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How Rome Fell: Death of a Superpower (original 2009; edition 2009)
by Adrian Goldsworthy (Author)
How Rome Fell: Death of a Superpower by Adrian Goldsworthy (2009)
Amazon.com Amazon.com Review (ISBN 0300137192, Hardcover)Amazon Best of the Month, May 2009: Adrian Goldsworthy's Caesar: Life of a Colossus was a masterly fusion of vivid historical biography and scholarly detail, an impeccably researched work that also succeeded as a compelling read. With How Rome Fell, Goldsworthy's eye turns to the forces that ultimately destroyed the Roman Empire, challenging the traditional assumption that Rome was sacked by ultimately irrepressible foreign armies. Goldsworthy asserts that Rome's foes in the death throes of empire weren't any more formidable than those at its peak, but that the cutthroat nature of its political system fractured and diverted forces better spent maintaining the integrity of provincial borders--it was civil war and paranoia that destroyed the empire from within. Drawing parallels to modern societies might be tempting, but Goldsworthy is interested in Rome and resists foreboding or moralistic tones--even making a point of acknowledging the different dynamics that drive the rise and fall current powers. In just over 400 pages, How Rome Fell speeds the both the casual and Rome-savvy reader through 400 years of tumultuous and world-changing history--it's a worthy successor to the triumph of Caesar.--Jon Foro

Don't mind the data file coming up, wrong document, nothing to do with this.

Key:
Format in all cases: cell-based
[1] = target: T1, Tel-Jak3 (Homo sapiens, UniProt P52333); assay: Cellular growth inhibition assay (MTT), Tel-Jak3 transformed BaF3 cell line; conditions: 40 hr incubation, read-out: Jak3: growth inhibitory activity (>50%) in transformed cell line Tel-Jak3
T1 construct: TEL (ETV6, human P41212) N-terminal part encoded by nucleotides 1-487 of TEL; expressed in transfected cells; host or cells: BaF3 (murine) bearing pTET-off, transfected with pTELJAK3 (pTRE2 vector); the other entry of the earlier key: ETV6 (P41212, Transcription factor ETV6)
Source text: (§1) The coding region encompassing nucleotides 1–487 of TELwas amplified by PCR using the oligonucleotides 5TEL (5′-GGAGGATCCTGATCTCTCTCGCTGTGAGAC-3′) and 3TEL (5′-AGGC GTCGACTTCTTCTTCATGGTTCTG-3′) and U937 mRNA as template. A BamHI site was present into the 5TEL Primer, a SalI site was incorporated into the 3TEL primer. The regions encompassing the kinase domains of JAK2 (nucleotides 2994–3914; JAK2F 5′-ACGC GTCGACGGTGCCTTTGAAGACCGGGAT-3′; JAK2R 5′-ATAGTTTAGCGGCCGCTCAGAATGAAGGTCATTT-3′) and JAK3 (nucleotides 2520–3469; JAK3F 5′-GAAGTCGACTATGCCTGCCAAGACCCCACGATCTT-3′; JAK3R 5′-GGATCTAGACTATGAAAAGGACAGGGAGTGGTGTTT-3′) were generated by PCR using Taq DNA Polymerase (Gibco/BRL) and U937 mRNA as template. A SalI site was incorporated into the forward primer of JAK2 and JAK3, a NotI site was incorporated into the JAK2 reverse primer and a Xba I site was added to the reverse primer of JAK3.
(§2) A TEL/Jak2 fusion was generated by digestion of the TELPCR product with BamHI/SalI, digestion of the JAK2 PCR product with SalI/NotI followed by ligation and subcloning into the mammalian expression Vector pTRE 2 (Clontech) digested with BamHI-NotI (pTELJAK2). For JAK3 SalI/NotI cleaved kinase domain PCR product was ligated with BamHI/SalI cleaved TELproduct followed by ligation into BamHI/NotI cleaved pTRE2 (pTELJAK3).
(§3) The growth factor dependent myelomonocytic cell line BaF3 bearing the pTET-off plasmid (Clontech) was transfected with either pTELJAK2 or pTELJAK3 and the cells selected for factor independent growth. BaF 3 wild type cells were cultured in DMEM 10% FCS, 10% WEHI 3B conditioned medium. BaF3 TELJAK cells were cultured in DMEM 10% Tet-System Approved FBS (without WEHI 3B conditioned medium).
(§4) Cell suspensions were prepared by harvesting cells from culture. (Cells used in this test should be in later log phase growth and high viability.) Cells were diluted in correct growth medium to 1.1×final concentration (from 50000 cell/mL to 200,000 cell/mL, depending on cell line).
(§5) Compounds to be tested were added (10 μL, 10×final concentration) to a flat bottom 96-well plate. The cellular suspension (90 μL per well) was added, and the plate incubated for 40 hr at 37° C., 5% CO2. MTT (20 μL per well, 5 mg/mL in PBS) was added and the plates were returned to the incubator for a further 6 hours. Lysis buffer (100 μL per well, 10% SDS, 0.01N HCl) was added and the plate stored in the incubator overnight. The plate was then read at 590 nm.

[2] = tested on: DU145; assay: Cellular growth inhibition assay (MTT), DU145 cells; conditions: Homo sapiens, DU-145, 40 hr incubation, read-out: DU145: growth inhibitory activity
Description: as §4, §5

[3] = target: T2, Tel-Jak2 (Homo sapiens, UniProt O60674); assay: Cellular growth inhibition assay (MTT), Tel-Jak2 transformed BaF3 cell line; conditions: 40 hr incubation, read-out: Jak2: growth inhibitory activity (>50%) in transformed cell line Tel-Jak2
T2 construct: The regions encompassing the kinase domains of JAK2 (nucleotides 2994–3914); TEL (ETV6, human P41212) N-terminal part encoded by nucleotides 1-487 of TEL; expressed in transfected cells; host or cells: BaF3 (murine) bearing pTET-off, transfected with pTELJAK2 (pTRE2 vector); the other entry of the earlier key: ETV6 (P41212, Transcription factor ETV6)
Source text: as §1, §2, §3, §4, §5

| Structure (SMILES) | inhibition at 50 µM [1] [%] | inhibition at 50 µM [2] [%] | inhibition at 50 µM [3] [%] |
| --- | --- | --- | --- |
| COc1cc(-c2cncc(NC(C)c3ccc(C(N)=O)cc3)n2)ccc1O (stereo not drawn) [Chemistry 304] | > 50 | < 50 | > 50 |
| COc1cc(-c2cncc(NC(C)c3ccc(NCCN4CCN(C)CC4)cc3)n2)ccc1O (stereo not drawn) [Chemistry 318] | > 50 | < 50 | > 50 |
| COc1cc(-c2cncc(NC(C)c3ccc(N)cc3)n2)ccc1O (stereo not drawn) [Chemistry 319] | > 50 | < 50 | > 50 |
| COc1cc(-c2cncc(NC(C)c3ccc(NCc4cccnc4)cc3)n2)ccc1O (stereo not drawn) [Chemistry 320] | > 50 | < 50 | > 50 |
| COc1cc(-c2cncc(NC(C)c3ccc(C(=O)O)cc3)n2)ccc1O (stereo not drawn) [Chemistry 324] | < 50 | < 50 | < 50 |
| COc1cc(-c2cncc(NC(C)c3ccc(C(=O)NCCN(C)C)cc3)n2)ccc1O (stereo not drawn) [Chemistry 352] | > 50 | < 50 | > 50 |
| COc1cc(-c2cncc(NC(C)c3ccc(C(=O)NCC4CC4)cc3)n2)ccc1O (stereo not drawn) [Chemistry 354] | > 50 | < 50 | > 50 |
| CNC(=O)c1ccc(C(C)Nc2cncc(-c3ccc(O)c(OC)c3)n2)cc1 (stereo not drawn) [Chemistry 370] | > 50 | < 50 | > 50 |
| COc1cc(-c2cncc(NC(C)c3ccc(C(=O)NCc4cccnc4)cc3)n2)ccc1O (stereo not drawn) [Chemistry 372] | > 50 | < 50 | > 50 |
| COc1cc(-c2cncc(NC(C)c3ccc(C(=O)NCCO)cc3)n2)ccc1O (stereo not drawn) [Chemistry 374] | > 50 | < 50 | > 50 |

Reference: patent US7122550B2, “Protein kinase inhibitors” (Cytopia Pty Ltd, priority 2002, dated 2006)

(retrieved from Amazon Thu, 12 Mar 2015 18:22:15 -0400)
The author discusses how the Roman Empire--an empire without a serious rival--rotted from within, its rulers and institutions putting short-term ambition and personal survival over the wider good of the state.
(summary from another edition)
An edition of this book was published by Yale University Press.
An edition of this book was published by Tantor Media.
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